Ken Trainor has been working for this newspaper since the last millennium, since copy was pasted on boards using hot wax ... in other words since 1990. Like the newspaper industry, he has changed with the times. The analog auteur is now digitally multidimensional and annoying a much wider audience as a result.
A free-thinking weekly columnist for Wednesday Journal for the past 19 years, he turns into a paragon of objectivity as he edits the Viewpoints section, the LifeLines section, the Obituary section, the Inside Report section and each week attempts to repair, rectify and remediate an avalanche of newspaper copy written too close to deadline.
In his spare time, he is working on a book about his Catholic roots. He also loves riding his 1974 Schwinn LeTour bicycle on the Salt Creek Trail, and attends local theater productions and concerts and as many films at the Lake Theatre as he can squeeze in.
A native of Oak Park, he can frequently be found wandering the streets looking anything but lost as he steeps in the two most aesthetically pleasing and historically rich villages to be found this side (or that side) of the continental divide.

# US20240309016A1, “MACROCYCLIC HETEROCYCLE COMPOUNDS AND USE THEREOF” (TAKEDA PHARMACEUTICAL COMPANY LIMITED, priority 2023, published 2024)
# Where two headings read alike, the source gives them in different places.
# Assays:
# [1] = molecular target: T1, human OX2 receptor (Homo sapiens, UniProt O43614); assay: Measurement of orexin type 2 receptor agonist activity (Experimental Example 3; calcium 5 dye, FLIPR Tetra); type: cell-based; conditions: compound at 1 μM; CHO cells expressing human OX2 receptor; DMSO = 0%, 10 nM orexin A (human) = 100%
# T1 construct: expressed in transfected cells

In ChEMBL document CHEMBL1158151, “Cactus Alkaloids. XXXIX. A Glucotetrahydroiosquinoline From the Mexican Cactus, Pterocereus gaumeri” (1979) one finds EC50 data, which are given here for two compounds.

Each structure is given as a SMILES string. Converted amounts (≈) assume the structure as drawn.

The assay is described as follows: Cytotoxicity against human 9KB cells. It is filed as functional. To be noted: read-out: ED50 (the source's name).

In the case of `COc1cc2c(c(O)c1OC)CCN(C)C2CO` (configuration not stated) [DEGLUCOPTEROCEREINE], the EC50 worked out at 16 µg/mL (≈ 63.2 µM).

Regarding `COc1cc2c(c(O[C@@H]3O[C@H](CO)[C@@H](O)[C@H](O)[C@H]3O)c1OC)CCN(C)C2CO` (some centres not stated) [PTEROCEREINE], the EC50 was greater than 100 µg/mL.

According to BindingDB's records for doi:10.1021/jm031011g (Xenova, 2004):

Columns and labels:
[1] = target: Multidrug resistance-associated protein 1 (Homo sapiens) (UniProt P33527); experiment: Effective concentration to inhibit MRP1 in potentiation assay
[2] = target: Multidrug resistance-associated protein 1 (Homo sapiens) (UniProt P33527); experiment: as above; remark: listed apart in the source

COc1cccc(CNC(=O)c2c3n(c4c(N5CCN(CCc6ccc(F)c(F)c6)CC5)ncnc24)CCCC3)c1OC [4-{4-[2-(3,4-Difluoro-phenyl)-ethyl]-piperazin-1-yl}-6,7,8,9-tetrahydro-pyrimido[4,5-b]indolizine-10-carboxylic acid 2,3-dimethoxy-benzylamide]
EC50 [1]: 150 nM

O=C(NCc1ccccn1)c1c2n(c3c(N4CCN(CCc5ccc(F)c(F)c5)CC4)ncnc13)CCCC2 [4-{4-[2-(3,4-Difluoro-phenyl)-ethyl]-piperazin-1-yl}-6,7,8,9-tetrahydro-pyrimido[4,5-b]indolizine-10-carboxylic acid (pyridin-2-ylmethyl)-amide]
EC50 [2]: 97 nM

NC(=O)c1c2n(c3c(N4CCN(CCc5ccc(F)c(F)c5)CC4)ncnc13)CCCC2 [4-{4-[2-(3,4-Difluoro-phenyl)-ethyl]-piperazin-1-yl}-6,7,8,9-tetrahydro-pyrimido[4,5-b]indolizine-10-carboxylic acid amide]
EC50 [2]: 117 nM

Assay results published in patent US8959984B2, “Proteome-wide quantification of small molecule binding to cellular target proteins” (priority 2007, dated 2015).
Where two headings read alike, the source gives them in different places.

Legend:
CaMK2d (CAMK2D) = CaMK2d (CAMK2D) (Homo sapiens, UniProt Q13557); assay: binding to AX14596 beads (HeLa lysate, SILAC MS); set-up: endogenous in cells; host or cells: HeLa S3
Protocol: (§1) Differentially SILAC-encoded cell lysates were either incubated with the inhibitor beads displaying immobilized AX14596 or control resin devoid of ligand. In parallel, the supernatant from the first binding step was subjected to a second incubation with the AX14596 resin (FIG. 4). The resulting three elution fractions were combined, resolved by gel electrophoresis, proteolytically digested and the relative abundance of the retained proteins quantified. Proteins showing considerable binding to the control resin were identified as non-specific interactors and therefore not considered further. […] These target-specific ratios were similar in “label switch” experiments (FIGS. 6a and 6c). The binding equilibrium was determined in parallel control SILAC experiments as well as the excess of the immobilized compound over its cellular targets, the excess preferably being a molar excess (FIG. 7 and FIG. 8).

It's tomato season. Yes, you can still find sweet corn — and peaches, pears, apples galore, zucchini, bell peppers, even pumpkins — at Farmers Market each Saturday morning. But the epitome of ripeness is red and round and a pleasure to slice. How to describe the flavor, the fragrance, the color, the fullness? Spanish has a good term for it: "Que Rico!" How rich.
Donna Carroll, president of Dominican University, welcomed the crowd to Lund Auditorium on Sept. 11, for a Wednesday Journal Conversation with Steve James, director of the new series America to Me, which she described as a "truth-seeking documentary."
The season turned decidedly toward autumn last week. Gloomy, rainy, breezy, chilly to the point where jackets were at least contemplated, if not worn, and umbrella-ed pedestrians dodged each other in passing on the sidewalks. Thursday, Friday, Saturday. A seasonal shift was in the air.
Last week, many marked the 50th anniversary of the 1968 Democratic Convention protests. Which reminded me of Joe Powers, and a column I wrote about him back in 1998, when the convention was only 30 years past. Now it's 50 years, but reviving the memories — and the memory of Joe — feels like a worthwhile enterprise as we celebrate Labor Day.
The Fourth of July is a great day to be in Oak Park, starting at 10 a.m. when the ever popular, and occasionally controversial, Oak Park Parade demonstrates our vaunted "step out of line" independence.